A Plan for India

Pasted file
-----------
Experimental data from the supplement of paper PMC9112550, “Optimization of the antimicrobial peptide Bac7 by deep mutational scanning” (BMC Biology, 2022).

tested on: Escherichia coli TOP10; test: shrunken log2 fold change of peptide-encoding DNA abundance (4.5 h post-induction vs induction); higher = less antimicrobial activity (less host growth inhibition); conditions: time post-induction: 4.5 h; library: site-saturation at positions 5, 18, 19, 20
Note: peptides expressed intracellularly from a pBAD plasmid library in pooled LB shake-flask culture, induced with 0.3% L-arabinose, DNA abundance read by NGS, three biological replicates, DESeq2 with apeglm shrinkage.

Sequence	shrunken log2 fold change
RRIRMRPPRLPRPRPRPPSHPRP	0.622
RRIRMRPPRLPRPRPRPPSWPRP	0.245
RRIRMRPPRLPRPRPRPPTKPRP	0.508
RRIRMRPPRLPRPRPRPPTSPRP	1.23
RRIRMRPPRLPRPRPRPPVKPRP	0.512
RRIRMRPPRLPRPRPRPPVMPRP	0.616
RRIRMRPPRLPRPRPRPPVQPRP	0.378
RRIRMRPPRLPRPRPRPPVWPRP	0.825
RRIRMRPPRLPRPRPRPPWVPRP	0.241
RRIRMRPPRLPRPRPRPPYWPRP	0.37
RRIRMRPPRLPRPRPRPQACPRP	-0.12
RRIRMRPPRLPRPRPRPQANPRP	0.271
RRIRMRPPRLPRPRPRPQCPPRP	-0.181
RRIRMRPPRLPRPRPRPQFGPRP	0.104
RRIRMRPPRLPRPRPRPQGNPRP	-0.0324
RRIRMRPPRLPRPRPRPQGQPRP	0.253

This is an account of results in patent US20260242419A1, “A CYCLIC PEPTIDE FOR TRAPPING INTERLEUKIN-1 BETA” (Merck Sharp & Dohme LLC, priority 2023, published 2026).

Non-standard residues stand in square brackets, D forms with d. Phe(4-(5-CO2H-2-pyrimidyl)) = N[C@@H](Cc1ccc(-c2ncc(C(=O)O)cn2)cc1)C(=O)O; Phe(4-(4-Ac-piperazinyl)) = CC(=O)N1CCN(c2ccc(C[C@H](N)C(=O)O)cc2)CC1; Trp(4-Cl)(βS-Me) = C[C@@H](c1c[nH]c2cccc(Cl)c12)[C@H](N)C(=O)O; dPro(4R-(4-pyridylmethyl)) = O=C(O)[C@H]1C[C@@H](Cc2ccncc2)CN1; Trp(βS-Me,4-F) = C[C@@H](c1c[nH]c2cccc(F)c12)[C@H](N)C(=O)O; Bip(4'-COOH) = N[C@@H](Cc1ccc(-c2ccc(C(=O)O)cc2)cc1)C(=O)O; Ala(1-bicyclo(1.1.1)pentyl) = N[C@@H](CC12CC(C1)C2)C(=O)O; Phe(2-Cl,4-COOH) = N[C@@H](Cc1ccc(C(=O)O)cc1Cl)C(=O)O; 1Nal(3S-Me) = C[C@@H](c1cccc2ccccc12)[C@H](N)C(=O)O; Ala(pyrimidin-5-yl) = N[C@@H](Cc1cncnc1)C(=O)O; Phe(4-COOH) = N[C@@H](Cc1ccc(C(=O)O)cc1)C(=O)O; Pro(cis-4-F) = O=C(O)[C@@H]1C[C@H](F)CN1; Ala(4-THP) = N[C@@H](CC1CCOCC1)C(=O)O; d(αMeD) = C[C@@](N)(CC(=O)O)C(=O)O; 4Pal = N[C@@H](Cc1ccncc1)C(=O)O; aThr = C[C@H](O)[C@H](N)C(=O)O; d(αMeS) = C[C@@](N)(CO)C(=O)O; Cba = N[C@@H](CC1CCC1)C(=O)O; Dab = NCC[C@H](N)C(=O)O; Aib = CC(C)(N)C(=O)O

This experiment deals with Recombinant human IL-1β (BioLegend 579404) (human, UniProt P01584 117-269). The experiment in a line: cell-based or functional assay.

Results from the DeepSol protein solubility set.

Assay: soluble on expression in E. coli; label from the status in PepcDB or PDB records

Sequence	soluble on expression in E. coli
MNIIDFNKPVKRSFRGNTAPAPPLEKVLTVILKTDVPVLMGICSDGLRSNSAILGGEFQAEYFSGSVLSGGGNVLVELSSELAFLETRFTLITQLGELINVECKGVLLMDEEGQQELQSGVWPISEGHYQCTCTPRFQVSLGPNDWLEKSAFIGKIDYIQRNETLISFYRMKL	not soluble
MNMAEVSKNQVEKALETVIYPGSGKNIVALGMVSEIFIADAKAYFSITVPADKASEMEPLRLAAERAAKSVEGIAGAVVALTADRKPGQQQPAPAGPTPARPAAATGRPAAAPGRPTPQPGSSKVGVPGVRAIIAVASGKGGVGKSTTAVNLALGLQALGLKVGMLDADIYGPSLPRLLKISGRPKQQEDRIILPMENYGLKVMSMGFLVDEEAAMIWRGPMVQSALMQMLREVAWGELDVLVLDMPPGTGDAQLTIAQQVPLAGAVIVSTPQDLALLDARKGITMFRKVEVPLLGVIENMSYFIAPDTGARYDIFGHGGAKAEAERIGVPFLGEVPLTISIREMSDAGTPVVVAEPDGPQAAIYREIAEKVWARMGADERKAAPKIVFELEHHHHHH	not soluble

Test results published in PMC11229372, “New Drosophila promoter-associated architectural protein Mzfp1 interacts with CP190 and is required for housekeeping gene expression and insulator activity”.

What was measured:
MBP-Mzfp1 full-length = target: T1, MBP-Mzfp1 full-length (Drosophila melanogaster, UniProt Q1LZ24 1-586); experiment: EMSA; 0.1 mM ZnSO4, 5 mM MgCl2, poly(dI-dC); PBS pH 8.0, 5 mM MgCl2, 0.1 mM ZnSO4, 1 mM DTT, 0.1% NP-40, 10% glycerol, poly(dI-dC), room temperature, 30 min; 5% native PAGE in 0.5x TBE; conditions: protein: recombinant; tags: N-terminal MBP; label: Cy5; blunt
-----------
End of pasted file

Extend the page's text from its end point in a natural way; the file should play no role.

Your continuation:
In an important article on a later page Sir George Schuster, who was for six years a very successful Finance Member of the Viceroy's Executive Council, makes definite proposals for a way of treating the present deadlock in India. It will be seen that in essentials his plan resembles closely that set forth by Mr. Arthur Moore, Editor of the Statesman, in The Spectator of May 2nd, though Sir George points out justly the difficulty —and the needlessness—of cutting out the British Parliament and making the Indian Executive responsible directly to the Crown. What is immediately imperative is to associate India far more closely and far more widely with the war-effort, not merely, nor even primarily, for the sake of the war-effort, but in the hope and confidence that out of an expanded and increasing co-operation in practical matters would - emerge a solution of the problem of permanent relationship. Ad- mittedly, less could be immediately offered than Congress is demanding, but a generous release of political prisoners might go far to meet that difficulty. But the key to the solution, as to so many other solutions, may be at to Downing Street. Sir George Schuster raises the question of a direct address by the Prime Minister to India. That is asking a good deal. Mr. Churchill was an implacable opponent of the present Govern- ment of India Act, though he loyally abandoned hostility once the measure was law. That would make a liberal approach by him to India now tenfold more effective, and he is not the man to be fettered by past utterances made in a quite different situation. There may be the opportunity here for a supreme stroke of leadership and faith.